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Teen Hackers Try to Convince Parents They Are Up to Good


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A student participating in a weekly hacking club.

Teenagers across the country are forming hacking clubs, attending hackathons, and trying to spread the word that hacking doesnt always mean breaking into government servers or stealing bank data.

Credit: Daniel Tepper/The Wall Street Journal

U.S. teenagers are forming hacking clubs and attempting to persuade their parents and teachers that hacking is not necessarily a malign vocation.

For example, the TeenHacks LI club of Long Island, NY, arranges hackathons, and 15-year-old executive director Snigdha Roy had to convince her parents these activities were innocuous, and even beneficial.

Hacking club and hackathon participants said these activities go outside traditional education, allowing them to learn programming from peers instead of from teachers in classrooms.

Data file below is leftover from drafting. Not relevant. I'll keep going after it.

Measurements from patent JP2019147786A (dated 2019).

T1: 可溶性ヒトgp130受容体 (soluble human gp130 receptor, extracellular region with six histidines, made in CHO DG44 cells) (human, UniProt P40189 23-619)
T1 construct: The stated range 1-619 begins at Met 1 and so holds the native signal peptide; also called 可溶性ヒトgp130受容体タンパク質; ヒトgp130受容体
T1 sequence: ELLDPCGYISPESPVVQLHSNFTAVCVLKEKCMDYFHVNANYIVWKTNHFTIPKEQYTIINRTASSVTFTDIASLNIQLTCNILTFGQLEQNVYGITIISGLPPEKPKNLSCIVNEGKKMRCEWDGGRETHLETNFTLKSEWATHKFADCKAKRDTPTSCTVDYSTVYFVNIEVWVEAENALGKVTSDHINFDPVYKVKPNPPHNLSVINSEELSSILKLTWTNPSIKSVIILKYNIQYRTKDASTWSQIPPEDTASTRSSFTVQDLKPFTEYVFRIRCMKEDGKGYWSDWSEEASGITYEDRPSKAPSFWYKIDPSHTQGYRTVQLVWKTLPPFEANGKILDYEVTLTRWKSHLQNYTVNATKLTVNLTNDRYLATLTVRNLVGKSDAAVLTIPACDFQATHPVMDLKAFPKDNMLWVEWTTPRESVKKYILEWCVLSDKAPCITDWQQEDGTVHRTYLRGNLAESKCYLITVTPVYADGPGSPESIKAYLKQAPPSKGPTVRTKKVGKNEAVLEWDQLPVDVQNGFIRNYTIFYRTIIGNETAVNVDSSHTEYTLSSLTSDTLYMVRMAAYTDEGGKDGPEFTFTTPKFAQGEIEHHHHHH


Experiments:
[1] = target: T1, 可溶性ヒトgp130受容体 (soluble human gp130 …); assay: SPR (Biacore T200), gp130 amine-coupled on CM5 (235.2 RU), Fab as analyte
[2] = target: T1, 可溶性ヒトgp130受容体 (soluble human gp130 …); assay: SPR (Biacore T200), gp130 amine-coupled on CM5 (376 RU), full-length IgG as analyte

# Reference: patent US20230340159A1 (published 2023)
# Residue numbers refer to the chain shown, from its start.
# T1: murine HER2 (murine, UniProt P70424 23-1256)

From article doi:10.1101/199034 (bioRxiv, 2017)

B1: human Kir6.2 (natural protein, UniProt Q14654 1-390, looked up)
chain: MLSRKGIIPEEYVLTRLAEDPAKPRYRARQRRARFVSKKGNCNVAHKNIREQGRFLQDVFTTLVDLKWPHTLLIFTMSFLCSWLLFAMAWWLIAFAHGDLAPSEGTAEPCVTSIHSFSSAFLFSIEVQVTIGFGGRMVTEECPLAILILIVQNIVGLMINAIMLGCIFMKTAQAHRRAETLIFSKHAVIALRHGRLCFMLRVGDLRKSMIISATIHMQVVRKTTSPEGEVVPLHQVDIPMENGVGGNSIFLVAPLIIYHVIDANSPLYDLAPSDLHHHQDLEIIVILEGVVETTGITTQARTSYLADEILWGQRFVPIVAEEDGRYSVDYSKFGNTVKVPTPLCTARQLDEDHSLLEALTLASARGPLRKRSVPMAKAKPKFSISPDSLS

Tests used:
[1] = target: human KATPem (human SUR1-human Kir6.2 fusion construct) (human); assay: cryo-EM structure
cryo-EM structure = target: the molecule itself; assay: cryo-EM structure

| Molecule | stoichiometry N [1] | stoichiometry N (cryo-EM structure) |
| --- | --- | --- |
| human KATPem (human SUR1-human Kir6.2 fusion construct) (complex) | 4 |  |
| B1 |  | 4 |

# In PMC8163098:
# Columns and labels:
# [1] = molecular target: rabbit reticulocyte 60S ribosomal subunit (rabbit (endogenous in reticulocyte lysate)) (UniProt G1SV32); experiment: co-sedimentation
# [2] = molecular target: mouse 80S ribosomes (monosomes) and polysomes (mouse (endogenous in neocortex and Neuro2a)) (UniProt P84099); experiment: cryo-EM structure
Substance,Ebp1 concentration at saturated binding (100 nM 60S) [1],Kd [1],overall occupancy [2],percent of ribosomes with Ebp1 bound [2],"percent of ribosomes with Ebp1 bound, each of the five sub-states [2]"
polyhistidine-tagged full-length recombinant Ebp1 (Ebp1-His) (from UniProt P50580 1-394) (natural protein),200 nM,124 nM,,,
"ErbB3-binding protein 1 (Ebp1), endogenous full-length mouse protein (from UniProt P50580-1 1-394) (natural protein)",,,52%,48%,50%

More extensive organizations include Hack Club, which provides high school students with a curriculum, helps participants connect and ask technical questions, and trains them on raising money and attracting corporate sponsors for hackathons.

Hack Club founder Zach Latta said the goal of such efforts is to create "more thoughtful, unconventional problem solvers" to address world challenges like climate change, which can be traced to technology.

From The Wall Street Journal
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Abstracts Copyright © 2019 SmithBucklin, Washington, DC, USA


 

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